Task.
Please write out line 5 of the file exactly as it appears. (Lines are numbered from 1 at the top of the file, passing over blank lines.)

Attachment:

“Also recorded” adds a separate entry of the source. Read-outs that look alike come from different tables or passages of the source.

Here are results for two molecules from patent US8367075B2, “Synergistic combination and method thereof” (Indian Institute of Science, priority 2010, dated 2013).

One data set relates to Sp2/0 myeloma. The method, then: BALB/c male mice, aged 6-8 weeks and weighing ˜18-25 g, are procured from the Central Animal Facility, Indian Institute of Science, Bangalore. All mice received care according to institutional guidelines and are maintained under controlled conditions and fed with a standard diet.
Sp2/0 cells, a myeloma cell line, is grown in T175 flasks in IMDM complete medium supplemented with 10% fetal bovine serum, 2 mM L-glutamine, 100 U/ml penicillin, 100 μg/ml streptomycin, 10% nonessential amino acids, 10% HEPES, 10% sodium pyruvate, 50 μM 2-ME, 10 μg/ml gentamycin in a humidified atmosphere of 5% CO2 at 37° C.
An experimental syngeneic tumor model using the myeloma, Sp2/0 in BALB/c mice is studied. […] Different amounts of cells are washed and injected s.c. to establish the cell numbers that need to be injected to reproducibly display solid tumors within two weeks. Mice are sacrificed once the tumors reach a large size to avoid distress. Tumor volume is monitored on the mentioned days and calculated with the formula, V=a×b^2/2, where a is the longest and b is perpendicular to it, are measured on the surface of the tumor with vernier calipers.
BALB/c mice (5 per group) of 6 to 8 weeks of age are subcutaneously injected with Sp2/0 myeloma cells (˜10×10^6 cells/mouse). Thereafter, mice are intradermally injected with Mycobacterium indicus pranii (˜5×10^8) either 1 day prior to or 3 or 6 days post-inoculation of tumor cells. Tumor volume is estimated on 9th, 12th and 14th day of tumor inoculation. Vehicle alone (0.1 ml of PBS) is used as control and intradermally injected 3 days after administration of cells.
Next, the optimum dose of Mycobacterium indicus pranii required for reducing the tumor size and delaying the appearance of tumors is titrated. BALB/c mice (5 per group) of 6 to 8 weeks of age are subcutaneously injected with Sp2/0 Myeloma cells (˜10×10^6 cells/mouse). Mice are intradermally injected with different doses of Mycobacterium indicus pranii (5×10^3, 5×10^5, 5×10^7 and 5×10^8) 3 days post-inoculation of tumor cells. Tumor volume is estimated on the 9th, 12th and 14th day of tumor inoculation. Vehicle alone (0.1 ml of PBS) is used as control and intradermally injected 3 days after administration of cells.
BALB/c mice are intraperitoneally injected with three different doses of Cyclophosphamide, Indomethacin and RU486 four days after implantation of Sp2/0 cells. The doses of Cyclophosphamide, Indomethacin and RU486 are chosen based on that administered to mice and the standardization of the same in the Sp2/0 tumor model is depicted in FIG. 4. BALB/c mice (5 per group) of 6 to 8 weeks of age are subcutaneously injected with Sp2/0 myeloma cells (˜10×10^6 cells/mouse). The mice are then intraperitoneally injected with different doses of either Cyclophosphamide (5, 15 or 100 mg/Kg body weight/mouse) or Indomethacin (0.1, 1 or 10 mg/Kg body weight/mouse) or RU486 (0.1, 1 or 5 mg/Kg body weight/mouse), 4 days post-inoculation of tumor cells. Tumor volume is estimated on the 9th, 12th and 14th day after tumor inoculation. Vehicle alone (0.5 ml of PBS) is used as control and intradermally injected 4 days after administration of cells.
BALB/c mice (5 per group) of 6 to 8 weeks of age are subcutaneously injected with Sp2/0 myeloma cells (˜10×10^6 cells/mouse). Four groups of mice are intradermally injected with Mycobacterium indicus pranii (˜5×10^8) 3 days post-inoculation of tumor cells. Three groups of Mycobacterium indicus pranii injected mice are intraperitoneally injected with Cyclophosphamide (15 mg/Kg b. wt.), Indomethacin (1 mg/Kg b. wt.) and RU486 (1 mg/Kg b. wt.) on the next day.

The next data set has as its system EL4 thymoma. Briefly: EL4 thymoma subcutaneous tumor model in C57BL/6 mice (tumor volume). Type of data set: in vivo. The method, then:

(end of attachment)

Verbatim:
An experimental syngeneic tumor model using the myeloma, Sp2/0 in BALB/c mice is studied. […] Different amounts of cells are washed and injected s.c. to establish the cell numbers that need to be injected to reproducibly display solid tumors within two weeks. Mice are sacrificed once the tumors reach a large size to avoid distress. Tumor volume is monitored on the mentioned days and calculated with the formula, V=a×b^2/2, where a is the longest and b is perpendicular to it, are measured on the surface of the tumor with vernier calipers.